It has been asserted, that the new constitution, when ratified, would be fixed and permanent, and that no alterations or amendments, should those proposed appear on consideration ever so salutary, could afterwards be obtained. A candid consideration of the constitution will show this to be a groundless remark. It is provided, in the clearest words, that Congress shall be obliged to call a convention on the application of two thirds of the legislatures; and all amendments proposed by such convention, are to be valid when approved by the conventions or legislatures of three fourths of the states. It must therefore be evident to every candid man, that two thirds of the states can always procure a general convention for the purpose of amending the constitution, and that three fourths of them can introduce those amendments into the constitution, although the President, Senate and Federal House of Representatives, should be unanimously opposed to each and all of them. Congress therefore cannot hold any power, which three fourths of the states shall not approve, on experience. (Italics in original.) 18 id., pp. 283-84.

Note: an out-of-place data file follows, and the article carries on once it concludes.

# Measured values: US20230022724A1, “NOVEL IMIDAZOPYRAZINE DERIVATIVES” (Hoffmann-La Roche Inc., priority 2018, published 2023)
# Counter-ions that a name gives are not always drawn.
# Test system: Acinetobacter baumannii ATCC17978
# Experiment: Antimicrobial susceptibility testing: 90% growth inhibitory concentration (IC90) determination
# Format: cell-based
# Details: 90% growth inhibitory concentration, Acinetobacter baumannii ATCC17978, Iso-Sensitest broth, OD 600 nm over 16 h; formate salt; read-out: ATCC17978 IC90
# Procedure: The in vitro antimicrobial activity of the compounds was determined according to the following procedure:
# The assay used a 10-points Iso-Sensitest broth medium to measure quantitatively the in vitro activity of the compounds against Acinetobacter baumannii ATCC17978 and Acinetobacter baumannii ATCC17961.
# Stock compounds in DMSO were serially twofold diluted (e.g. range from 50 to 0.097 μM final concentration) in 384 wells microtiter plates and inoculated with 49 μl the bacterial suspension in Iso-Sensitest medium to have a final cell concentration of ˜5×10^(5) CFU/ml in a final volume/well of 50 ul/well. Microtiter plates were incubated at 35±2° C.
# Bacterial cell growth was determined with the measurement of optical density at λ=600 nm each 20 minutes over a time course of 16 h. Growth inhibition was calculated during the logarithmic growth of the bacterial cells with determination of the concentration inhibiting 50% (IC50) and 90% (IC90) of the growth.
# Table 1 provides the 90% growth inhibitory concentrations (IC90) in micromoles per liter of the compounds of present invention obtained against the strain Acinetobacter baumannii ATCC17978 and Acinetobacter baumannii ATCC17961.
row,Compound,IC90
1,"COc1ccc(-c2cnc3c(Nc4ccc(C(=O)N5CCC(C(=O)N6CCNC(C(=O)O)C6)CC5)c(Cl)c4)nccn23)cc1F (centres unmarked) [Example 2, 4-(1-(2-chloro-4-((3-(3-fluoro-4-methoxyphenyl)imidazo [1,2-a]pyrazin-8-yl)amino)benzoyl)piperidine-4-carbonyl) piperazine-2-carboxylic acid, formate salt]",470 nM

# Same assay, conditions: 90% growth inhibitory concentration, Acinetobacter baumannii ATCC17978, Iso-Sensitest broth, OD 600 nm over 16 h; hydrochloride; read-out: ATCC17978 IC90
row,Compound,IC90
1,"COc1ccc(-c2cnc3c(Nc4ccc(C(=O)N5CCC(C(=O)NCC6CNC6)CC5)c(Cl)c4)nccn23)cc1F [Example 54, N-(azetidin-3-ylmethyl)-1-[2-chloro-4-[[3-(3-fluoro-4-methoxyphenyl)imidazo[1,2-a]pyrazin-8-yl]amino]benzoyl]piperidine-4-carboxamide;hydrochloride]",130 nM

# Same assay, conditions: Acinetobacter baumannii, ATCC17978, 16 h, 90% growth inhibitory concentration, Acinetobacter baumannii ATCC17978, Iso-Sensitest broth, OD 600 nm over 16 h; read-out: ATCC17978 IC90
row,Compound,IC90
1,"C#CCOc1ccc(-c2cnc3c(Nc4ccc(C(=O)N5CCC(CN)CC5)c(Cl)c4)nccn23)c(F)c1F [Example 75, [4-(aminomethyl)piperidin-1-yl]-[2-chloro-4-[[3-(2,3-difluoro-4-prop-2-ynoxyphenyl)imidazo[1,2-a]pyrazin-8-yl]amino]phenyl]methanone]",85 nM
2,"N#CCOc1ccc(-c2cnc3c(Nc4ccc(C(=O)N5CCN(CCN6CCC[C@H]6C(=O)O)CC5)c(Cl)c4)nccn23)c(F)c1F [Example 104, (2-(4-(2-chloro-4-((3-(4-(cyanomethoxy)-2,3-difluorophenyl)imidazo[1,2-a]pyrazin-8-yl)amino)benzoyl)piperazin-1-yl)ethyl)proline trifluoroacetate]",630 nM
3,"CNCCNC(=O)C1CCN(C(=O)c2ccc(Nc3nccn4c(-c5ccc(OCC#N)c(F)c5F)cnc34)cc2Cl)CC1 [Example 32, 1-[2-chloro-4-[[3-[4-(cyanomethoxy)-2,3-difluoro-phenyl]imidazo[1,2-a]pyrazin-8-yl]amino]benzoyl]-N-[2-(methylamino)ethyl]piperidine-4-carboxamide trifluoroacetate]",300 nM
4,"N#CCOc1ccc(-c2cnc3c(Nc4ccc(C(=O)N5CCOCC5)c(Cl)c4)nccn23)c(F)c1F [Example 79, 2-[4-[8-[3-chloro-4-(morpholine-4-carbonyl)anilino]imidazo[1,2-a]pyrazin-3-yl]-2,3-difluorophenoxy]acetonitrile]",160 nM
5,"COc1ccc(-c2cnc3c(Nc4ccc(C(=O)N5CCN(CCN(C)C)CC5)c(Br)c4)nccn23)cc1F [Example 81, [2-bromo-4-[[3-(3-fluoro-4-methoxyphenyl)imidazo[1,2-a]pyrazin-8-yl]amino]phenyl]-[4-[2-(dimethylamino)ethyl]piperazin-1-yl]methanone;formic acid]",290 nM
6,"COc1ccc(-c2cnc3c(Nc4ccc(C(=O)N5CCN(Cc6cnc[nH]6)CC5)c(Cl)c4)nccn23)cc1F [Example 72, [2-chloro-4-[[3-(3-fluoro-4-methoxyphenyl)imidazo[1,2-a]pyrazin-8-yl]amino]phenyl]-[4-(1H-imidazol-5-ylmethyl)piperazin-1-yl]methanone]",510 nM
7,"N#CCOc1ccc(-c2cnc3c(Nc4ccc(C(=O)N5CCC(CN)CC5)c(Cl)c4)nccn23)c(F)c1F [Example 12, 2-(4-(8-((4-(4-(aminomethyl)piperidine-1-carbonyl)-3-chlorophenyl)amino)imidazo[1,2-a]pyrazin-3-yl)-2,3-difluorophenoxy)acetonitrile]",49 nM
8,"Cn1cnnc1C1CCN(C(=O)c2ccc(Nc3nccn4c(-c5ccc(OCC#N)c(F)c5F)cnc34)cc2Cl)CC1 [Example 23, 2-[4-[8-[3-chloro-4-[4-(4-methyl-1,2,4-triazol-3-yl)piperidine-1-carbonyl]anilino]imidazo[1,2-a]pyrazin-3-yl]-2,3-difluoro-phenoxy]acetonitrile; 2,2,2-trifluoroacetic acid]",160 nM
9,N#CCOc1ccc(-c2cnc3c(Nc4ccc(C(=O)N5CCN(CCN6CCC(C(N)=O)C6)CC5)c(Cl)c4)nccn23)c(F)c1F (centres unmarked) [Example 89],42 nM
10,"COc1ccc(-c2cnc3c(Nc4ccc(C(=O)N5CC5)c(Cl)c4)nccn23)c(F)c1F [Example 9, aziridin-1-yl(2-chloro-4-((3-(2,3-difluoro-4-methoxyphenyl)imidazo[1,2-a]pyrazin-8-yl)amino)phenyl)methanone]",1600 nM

* James Madison, who had been primarily responsible for the wording of Article V, stated the same thing more mildly. He noted that the Constitution “equally enables the General, and the State Governments, to originate the amendment of errors, as they may be pointed out by the experience on one side or on the other.” The Federalist No. 43.
Since Congress could propose amendments itself, Madison’s statement would have been inaccurate unless the states were able to propose by controlling the proposing convention.